Click to Print
. . . .

Tastemakers: Great Lakes Whitefish Cookbook/ Bell‘s Oberon Ale 3/21/11

Rick Coates - March 21st, 2011
Great Lakes Whitefish Cookbook
The Michigan Sea Grant program has released a new cookbook, Wild Caught
and Close to Home: Selecting and Preparing Great Lakes Whitefish. The book
celebrates the Great Lakes whitefish with recipes, cooking techniques and
chef insights. It was edited by Chef Chris Kibit, a professor at the
Northern Michigan University hospitality and culinary management program,
along with his colleague Chef Deborah Pearce.
Kibit has been a professor at NMU for the past 10 years and, prior to
that, spent 20 years as a chef and kitchen manager overseeing a wide
variety of operations. Kibit grew up and worked in Michigan kitchens and
quickly learned that whitefish is a staple ingredient on menus throughout
the state. Chef Kibit recommends through his experience that “knowing your
supplier, their reputation and how they handle fish is important and while
fresh is best, it is not always possible, and properly frozen whitefish
can be a suitable substitute.”
Wild Caught and Close to Home “trolled the Great Lakes and met with
restaurant chefs, fishermen and culinary educators from Wisconsin,
Michigan and Minnesota to gather a wide spectrum of recipes.” in addition
to a wide array of recipes this book also covers the history of whitefish
along with tips and techniques for purchasing and handling. Besides the
basics of frying and grilling whitefish, this book also has recipes for
cooking over campfires, pickling and smoking whitefish.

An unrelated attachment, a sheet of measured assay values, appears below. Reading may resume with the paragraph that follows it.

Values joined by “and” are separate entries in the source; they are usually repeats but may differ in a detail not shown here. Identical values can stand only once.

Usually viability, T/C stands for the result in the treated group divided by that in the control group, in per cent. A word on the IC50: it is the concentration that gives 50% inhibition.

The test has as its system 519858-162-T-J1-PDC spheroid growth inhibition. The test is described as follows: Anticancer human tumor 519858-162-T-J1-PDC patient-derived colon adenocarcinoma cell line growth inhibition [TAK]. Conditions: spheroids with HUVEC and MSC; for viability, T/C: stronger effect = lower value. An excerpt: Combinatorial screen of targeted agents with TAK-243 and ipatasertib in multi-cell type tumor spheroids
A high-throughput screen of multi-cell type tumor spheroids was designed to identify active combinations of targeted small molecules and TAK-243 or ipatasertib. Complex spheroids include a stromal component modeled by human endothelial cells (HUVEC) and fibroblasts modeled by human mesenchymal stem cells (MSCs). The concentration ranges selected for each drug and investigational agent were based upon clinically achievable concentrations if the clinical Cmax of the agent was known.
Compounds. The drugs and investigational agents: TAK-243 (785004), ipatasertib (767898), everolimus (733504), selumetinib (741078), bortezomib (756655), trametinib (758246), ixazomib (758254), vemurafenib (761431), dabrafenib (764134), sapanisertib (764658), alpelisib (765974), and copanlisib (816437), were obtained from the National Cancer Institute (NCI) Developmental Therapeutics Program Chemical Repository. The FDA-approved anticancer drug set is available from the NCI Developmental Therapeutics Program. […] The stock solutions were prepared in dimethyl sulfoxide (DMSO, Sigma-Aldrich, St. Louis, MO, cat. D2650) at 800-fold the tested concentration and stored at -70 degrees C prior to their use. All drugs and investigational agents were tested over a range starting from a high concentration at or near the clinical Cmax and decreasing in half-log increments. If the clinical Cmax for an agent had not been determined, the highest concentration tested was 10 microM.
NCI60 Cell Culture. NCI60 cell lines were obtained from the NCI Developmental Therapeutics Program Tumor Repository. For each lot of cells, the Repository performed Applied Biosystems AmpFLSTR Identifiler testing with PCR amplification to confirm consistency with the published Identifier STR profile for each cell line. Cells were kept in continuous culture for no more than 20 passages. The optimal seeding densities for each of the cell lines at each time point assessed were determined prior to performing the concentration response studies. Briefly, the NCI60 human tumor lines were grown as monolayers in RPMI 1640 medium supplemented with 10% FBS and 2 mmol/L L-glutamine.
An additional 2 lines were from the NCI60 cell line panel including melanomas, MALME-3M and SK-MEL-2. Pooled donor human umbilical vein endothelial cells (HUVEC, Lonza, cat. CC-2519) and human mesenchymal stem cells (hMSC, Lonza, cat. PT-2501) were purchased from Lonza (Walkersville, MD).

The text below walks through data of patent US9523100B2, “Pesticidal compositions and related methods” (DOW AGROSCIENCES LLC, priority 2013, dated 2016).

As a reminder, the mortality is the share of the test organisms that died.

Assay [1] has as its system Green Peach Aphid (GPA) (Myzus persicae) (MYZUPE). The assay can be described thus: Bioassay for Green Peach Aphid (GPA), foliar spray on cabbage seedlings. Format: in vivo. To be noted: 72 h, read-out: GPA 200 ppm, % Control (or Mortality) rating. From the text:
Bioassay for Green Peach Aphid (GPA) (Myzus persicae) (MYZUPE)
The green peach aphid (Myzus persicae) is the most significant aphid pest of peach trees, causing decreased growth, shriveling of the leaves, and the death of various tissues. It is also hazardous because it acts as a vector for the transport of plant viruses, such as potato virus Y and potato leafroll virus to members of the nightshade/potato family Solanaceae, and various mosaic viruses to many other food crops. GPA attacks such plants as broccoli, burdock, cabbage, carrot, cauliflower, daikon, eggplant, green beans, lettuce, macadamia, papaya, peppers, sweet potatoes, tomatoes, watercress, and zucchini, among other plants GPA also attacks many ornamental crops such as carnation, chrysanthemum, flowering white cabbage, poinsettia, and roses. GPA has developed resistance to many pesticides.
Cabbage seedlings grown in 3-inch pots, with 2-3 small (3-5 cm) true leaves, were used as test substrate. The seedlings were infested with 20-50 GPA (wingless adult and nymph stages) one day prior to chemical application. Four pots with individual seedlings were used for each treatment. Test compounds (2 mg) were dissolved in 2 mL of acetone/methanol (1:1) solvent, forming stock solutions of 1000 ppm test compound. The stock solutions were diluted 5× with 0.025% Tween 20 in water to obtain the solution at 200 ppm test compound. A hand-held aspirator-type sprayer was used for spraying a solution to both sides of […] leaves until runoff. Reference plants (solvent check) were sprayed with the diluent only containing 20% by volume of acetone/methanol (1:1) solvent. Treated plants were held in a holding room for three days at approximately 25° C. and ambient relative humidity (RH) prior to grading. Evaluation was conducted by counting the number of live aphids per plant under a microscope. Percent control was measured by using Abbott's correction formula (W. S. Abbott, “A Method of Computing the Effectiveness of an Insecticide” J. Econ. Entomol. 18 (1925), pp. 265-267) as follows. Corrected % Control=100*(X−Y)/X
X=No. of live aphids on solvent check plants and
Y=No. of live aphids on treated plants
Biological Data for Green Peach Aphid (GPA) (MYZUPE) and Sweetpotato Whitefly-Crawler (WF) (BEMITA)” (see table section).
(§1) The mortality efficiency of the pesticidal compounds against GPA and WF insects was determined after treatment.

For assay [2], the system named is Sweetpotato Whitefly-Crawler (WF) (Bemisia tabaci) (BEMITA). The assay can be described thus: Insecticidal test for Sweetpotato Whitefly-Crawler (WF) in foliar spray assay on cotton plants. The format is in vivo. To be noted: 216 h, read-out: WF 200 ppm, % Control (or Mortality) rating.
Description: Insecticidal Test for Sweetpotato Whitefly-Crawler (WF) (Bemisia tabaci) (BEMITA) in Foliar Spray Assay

Eighteen chefs from around the Great Lakes contributed to the book
including Jill Bentgen, proprietor of Mackinac Straits Fish Company in St.
Ignace; Hans Burtscher, executive chef of the Grand Hotel on Mackinac
Island; and Paul Carlson, chef at The Hearth and Vine in Black Star Farms
in Suttons Bay.
While the book is great for restaurants, at-home chefs will equally enjoy
it.  The book may be purchased for $16.95 at
http://www.greatlakeswhitefish.com/ where additional recipes, sample page
views and pictures are also available.
---Rick Coates


Bell’s Oberon Ale

Musicians have CD release parties all the time, so why not breweries?
Certainly beer enthusiasts of Kalamazoo based Bell’s Brewery thinks it’s a
great idea. Every year more and more Oberon “pre-release” parties are
popping up all over the place. City Park Grill in Petoskey will play host
to one as will Union Street Station in TC. Both events are this Sunday,
March 27, with the  tapping of the first Oberon keg of the year taking
place at midnight. 
The release of Oberon marks the unofficial start of summer for some, even
though we are only officially just a week into spring. Oberon is a summer
seasonal that is released every year at this time and starts to disappear
as fall sets in. This wheat ale is fermented with Bell’s signature house
ale yeast and is mildly hopped with hints of spice. Some wheat beers can
be overly citrusy hitting a 10 on the pucker scale. Not Oberon; this beer
goes done smooth with slight hints of citrus and spice with a mild wheat
aftertaste. 
While the beer pours cloudy, true connoisseurs know that Oberon is liquid
sun in the glass. There is great debate on whether a slice of orange
should be served with Oberon. This really is simply a personal preference
and some places serve it with lemon slices.
Oberon pairs well with a wide range of foods with the exception of heavier
dishes, such as meat and potatoes. This is an exceptional cocktail beer to
be enjoyed with cheese and fresh fruits. For lunch, pair with summer soups
such as gazpacho as well as summer salads. At dinner, try blackened
whitefish or grilled salmon with citrus seasonings. Oberon is also tasty
with grilled vegetables. 
Oberon is great on hot days, or at the beach while watching the sunset. It
is available in bottles, on tap and in mini-kegs. ---Rick Coates 


 
  • Currently 3.5/5 Stars.
  • 1
  • 2
  • 3
  • 4
  • 5
 
 

 

 
 
 
Close
Close
Close